Advanced Developed Countries
The advanced developed category consists of developed and affluent countries. Of our 131 sample countries, 24 are in this category, dispersed throughout Europe, North America, and the Asia/Pacific region. The full group of all advanced developed countries has a total population of 952 million, representing 15 percent of the world’s population. Most of these countries saw their working-age populations grow from the late 19th to early 20th centuries, and then surge in the mid-20th century as the baby boomers entered the workforce. But by the 1960s, fertility rates in most of these nations started dropping quickly, and today, low fertility rates and slowing population growth could threaten their continued levels of prosperity. The notable exception is the United States, which, thanks to its immigration policies and relatively higher fertility rates, will continue to grow.
By 2050, these countries’ populations may continue to age and see prosperity gains dwindle. Like the partially developed countries, these countries could feel relatively less prosperous as many nascent and momentum countries make economic gains. Policymakers must wrestle with the reality of an aging society dependent on a smaller working-age population. How can governments provide the support needed by an increasingly age-dependent population? How should the private sector react to changing consumer demographics?
The advanced developed category covers a wide spectrum of average population age — from the United States, which is still on the young side with a relatively open immigration policy and a growing workforce, to Japan, which has few immigrants, a shrinking workforce, and the most elderly population in the world. Japan must increase productivity by 2 percent per year to maintain its historical GDP per capita growth — which is no small task. That is double the current productivity gain in the United States.
First and foremost, these countries must redefine the notion of aging. Some governments have begun by attempting to raise the retirement age, but that measure is just a starting point. The real challenge is cultural. Countries need to raise a new generation that considers work to be a lifelong endeavor, with periods of varying intensity, rather than an activity that they perform for a preset number of years and then stop altogether at retirement. Developing this concept of work will involve the public and private sectors as well as civil society and academia. It must be introduced as early as preadolescence — embedded in the education system, and reinforced by flexible career paths that allow employees to gradually ramp down in their 60s and 70s instead of retiring.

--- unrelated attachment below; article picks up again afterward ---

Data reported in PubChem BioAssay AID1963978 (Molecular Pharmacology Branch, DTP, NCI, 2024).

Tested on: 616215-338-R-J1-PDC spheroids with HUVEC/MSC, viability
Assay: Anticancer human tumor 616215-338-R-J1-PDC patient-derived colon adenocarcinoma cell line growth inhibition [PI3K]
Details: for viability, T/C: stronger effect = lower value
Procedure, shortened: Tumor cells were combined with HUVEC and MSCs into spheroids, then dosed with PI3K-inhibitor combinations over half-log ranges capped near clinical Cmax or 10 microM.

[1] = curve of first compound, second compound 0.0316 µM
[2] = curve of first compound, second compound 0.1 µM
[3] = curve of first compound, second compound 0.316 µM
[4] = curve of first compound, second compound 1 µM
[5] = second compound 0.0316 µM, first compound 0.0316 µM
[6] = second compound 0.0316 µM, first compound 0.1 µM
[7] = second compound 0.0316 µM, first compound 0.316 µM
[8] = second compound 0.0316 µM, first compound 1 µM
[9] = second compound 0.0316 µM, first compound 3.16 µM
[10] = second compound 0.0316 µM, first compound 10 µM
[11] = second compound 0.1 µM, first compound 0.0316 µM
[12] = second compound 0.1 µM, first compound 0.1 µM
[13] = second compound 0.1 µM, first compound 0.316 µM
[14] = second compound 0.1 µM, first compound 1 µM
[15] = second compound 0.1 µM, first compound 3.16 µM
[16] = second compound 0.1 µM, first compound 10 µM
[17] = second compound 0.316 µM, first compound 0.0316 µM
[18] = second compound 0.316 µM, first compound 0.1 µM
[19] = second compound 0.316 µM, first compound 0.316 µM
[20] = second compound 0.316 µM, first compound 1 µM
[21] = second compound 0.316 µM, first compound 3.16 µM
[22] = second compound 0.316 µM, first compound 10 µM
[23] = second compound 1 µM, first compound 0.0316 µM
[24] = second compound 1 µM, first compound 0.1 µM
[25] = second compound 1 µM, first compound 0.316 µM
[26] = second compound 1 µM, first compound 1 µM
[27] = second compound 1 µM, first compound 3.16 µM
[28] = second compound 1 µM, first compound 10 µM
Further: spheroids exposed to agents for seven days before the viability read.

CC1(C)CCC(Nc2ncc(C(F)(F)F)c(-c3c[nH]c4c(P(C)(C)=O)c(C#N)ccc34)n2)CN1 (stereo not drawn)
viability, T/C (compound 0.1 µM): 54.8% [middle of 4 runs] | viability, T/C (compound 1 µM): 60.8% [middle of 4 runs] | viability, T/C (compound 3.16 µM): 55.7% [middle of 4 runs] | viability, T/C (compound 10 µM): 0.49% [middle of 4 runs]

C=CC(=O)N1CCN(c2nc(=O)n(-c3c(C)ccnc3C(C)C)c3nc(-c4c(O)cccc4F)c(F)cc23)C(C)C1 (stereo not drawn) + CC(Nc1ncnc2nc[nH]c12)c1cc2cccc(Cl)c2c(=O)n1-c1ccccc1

Making the shift will be challenging, but this approach to work is increasingly plausible in knowledge-based economies, where employees can remain productive despite their advancing years — as opposed to manufacturing economies that require large amounts of physical labor. Pension plans and other social safety nets will need to be reformed accordingly, allowing for the gradual introduction of benefits as employees begin working less. In addition, governments can bolster their workforce through immigration reform and gender equality initiatives that will draw more women into the workforce. On the economic front, productivity gains through innovation will be vital.
For example, Japan must further increase its investment in R&D. It must provide incentives to boost private-sector capital investment, and find ways to integrate more women and older workers into the workforce. Beyond that, Japan will need to consider some important means of boosting its economy that it has ignored in the past. For example, by tightly restricting immigration, Japan avoids some challenges — such as questions of national identity that are raised as immigrants become a large segment of the population — but gives up the major gains in economic output that immigration can bring.